Also concerned with learning, but not directly under Peters's wing, is "Toward Excellence," an "executive action planning process" that includes a videotape, workbook, and discussion plan program designed for managers who would like to implement some of the ideas presented in In Search of Excellence. Produced in conjunction with Peters by Zenger-Miller, a Cupertino, Calif.-based company that develops management training programs for a wide variety of companies, "Toward Excellence" is aimed at helping executives understand the characteristics of excellence, evaluate their own and their competitors' performances in relation to those criteria, take specific action, and outline an ongoing process that will "step up the pace" to distinguished performance. Some 200 companies are now using the program.
What all this adds up to, of course, is a belief that the basic attitudes and concepts in In Search of Excellence can be taught, or at least reinforced. And Peters, LeDuc, Austin, Jack Zenger, and Dale Miller believe that one of the best ways of doing that is to provide a forum for the people who are actually doing what they are studying and writing about and for whom they are creating products.
Most significant perhaps is the evolution of the Excellence message itself.In the 20 months since In Search of Excellence first appeared, Peters has talked to more than 300 groups -- in San Diego, St. Paul, Kansas City, Geneva, Stockholm, and a host of other places. Along the way he has picked up more examples, more stories, more questions, and become more certain than ever that he and Waterman's best instincts about American management were correct.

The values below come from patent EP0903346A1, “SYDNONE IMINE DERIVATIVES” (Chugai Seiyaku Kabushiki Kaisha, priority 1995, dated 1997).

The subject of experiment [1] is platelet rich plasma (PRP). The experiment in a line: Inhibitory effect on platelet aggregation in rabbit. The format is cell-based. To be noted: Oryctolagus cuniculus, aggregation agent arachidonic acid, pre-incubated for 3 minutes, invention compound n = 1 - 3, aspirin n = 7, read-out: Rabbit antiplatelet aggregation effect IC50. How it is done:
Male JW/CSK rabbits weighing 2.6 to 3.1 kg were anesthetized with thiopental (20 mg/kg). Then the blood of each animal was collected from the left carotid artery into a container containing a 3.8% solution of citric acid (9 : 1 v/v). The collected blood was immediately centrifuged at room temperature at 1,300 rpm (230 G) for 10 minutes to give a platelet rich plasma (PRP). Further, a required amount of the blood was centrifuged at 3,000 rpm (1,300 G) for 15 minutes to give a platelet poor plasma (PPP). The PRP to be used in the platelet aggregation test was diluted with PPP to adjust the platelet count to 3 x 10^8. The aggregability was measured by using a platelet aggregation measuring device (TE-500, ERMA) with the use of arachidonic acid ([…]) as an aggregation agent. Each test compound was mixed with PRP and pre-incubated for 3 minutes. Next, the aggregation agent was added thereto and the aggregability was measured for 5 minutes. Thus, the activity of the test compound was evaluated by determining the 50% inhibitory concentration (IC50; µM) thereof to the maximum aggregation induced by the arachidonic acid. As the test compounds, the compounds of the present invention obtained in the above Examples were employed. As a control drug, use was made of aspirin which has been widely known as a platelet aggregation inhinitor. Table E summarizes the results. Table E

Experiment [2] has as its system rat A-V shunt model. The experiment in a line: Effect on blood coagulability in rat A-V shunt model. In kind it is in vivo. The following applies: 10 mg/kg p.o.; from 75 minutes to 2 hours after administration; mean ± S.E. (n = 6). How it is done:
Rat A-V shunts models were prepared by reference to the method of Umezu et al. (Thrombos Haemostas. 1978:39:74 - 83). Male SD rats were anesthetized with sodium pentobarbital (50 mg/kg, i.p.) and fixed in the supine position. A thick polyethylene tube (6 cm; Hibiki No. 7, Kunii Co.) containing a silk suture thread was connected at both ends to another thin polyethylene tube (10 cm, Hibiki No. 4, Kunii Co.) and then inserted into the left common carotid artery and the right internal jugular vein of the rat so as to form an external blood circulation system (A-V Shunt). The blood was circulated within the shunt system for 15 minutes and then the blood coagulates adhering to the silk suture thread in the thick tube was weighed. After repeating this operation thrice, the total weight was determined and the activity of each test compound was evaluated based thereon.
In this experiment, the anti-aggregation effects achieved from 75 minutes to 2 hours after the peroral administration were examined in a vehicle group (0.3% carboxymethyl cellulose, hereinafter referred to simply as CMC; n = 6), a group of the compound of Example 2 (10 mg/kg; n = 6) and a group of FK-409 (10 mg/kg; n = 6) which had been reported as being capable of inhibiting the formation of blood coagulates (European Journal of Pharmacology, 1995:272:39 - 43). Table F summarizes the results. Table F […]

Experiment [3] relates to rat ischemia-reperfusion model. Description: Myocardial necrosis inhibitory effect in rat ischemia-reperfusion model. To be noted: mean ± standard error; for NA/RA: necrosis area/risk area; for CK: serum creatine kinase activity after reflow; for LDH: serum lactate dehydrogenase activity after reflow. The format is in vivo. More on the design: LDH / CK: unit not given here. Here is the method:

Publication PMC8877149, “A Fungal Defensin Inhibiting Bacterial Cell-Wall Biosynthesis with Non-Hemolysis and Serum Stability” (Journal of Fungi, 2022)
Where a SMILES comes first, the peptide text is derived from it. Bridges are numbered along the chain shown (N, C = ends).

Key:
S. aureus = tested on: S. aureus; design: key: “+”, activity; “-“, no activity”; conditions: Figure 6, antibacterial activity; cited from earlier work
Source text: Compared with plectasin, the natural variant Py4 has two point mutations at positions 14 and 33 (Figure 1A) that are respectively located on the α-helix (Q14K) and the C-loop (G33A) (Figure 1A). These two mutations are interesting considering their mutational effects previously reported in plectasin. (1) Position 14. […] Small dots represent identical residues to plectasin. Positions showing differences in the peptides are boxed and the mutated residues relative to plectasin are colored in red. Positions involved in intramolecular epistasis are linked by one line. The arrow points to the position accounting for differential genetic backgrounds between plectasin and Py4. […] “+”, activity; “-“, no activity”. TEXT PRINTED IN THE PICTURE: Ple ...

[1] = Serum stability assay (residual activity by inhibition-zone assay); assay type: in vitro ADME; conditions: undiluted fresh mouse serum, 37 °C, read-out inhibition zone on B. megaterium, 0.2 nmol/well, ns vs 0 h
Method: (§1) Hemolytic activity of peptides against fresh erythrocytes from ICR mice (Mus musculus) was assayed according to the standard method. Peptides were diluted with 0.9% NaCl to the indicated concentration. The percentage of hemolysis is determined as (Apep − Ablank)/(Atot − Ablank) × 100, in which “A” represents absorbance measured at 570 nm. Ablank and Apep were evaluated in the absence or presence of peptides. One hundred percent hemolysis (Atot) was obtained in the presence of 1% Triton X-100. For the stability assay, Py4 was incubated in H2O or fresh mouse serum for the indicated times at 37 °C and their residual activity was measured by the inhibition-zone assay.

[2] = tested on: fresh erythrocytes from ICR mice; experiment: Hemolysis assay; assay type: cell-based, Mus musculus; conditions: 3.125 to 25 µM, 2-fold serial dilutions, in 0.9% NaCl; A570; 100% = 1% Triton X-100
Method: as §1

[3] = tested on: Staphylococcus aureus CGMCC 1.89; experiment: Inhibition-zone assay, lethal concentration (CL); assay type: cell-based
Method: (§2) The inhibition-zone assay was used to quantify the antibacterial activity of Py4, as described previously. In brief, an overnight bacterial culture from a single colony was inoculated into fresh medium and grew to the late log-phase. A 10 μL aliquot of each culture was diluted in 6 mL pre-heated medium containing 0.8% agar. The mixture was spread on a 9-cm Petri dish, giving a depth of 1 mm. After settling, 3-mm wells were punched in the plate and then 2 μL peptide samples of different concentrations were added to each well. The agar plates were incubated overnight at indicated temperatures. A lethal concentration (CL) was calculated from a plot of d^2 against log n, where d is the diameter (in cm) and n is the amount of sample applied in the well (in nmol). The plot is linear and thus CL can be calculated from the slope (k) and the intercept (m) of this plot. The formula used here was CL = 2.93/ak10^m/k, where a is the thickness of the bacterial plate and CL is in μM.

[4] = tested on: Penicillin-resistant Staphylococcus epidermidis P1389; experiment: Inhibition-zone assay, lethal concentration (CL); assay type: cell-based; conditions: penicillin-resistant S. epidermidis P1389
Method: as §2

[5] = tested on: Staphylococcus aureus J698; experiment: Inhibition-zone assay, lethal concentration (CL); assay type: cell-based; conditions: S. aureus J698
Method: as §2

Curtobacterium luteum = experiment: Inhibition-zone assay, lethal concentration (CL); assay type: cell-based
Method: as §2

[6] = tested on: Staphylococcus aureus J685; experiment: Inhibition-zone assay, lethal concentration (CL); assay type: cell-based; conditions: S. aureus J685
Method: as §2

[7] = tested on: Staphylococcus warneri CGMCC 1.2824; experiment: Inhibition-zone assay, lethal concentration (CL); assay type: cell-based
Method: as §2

"The companies are more extremely what they are than we had supposed, not less," he said in an address to the Presidents Association of the American Management Association. "One, Management By Wandering Around is more extensively practiced by the good guys and less by the bad than we said. Two, our winners, even in the lower ends of markets, find astonishing ways to provide superior tailored service and top quality. Three, virtually no innovation occurs according to plan. And four, attention to people, treating them as adults, with dignity and respect, is a powerful theme. We underestimated."
When asked for the two or three most significant things he has learned since the book came out, Peters names six:
1. There are only three distinctive "areas of competence" in determining excellence (as opposed to eight attributes): superior customer service, internal entrepreneurship, and facilitating the first two through a "bone-deep" belief in the dignity, worth, and creative potential of every person in the organization."
2. Productivity goals should be gains of 200%, 300%, 600%, not 2.5%. Top performers do hundreds of times better than the norm.
3. A lot of people "sign up" for the notion of MBWA, but few do it.
4. "Fun. Zest. Excitement. Enthusiasm." The best companies have it.
5. What to do first? Close down the executive dining room. Paint out the reserved-parking places. Get live customer information -- read customer complaints, spend two hours in the clerk's office processing customer requests, randomly call half a dozen customers. Call your own company and ask for something a typical customer would request. Spend a minimum of 4 days out of the next 20 in the field. Find something to celebrate.
6. "Look in the mirror." Final responsibility for results comes back to the manager, not the government, or the Japanese, or a superior.